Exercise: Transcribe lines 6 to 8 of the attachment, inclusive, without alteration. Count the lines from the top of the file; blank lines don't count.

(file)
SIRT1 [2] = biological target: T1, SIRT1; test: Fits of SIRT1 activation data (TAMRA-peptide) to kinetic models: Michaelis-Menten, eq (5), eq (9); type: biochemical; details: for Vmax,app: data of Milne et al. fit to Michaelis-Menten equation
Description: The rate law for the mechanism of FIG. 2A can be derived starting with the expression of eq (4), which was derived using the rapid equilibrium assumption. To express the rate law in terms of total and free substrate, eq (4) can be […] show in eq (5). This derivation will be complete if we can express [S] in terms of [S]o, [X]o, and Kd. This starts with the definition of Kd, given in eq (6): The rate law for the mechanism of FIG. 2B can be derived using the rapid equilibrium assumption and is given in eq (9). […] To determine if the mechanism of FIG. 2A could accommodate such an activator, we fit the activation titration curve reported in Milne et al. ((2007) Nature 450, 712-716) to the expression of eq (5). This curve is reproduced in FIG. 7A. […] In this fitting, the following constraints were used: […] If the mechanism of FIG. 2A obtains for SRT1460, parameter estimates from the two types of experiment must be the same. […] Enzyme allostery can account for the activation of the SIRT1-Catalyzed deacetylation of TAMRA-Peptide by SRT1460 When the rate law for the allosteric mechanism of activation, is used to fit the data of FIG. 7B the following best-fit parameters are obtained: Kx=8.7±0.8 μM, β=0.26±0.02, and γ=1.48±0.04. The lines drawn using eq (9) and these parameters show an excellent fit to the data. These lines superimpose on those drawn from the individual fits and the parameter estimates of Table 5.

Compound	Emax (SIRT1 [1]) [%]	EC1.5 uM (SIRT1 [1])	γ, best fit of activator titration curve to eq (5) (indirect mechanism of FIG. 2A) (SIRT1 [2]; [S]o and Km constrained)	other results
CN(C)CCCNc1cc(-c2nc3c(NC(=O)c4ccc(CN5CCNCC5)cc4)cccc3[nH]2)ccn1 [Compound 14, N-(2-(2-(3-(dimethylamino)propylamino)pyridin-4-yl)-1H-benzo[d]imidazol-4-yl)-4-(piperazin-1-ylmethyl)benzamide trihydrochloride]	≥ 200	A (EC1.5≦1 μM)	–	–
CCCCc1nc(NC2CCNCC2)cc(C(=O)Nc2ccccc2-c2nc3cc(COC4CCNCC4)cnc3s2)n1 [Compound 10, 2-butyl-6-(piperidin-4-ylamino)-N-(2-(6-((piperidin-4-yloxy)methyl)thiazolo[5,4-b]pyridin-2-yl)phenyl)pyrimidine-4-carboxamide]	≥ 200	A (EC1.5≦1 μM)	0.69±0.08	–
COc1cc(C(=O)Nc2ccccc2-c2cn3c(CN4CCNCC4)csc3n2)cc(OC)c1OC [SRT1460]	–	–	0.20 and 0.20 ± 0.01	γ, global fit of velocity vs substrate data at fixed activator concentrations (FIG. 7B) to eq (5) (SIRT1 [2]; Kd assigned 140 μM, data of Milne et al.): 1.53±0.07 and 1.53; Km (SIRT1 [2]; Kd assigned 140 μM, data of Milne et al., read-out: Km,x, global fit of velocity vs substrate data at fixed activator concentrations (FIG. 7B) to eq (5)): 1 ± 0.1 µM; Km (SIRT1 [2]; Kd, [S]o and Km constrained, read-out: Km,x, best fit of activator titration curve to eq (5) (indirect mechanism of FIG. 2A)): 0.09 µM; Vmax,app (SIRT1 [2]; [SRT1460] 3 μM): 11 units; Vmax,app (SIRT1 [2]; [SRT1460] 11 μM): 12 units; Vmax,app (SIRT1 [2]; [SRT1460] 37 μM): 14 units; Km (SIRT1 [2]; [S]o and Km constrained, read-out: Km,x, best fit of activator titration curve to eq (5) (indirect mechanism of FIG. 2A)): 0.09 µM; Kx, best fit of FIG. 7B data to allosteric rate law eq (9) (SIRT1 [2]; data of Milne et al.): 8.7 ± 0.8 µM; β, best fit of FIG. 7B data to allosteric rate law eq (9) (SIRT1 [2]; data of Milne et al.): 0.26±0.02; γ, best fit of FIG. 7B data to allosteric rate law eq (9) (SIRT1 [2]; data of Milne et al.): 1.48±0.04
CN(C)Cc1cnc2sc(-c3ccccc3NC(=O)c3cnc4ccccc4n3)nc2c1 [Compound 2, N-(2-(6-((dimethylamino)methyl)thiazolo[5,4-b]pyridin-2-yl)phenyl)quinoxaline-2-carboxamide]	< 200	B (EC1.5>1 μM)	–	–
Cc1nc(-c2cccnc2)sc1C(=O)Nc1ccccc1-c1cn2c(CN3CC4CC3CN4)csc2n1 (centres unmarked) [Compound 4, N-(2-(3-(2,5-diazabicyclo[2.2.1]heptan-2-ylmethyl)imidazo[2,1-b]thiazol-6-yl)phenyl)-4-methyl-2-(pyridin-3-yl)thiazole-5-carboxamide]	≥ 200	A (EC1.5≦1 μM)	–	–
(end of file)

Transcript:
COc1cc(C(=O)Nc2ccccc2-c2cn3c(CN4CCNCC4)csc3n2)cc(OC)c1OC [SRT1460]	–	–	0.20 and 0.20 ± 0.01	γ, global fit of velocity vs substrate data at fixed activator concentrations (FIG. 7B) to eq (5) (SIRT1 [2]; Kd assigned 140 μM, data of Milne et al.): 1.53±0.07 and 1.53; Km (SIRT1 [2]; Kd assigned 140 μM, data of Milne et al., read-out: Km,x, global fit of velocity vs substrate data at fixed activator concentrations (FIG. 7B) to eq (5)): 1 ± 0.1 µM; Km (SIRT1 [2]; Kd, [S]o and Km constrained, read-out: Km,x, best fit of activator titration curve to eq (5) (indirect mechanism of FIG. 2A)): 0.09 µM; Vmax,app (SIRT1 [2]; [SRT1460] 3 μM): 11 units; Vmax,app (SIRT1 [2]; [SRT1460] 11 μM): 12 units; Vmax,app (SIRT1 [2]; [SRT1460] 37 μM): 14 units; Km (SIRT1 [2]; [S]o and Km constrained, read-out: Km,x, best fit of activator titration curve to eq (5) (indirect mechanism of FIG. 2A)): 0.09 µM; Kx, best fit of FIG. 7B data to allosteric rate law eq (9) (SIRT1 [2]; data of Milne et al.): 8.7 ± 0.8 µM; β, best fit of FIG. 7B data to allosteric rate law eq (9) (SIRT1 [2]; data of Milne et al.): 0.26±0.02; γ, best fit of FIG. 7B data to allosteric rate law eq (9) (SIRT1 [2]; data of Milne et al.): 1.48±0.04
CN(C)Cc1cnc2sc(-c3ccccc3NC(=O)c3cnc4ccccc4n3)nc2c1 [Compound 2, N-(2-(6-((dimethylamino)methyl)thiazolo[5,4-b]pyridin-2-yl)phenyl)quinoxaline-2-carboxamide]	< 200	B (EC1.5>1 μM)	–	–
Cc1nc(-c2cccnc2)sc1C(=O)Nc1ccccc1-c1cn2c(CN3CC4CC3CN4)csc2n1 (centres unmarked) [Compound 4, N-(2-(3-(2,5-diazabicyclo[2.2.1]heptan-2-ylmethyl)imidazo[2,1-b]thiazol-6-yl)phenyl)-4-methyl-2-(pyridin-3-yl)thiazole-5-carboxamide]	≥ 200	A (EC1.5≦1 μM)	–	–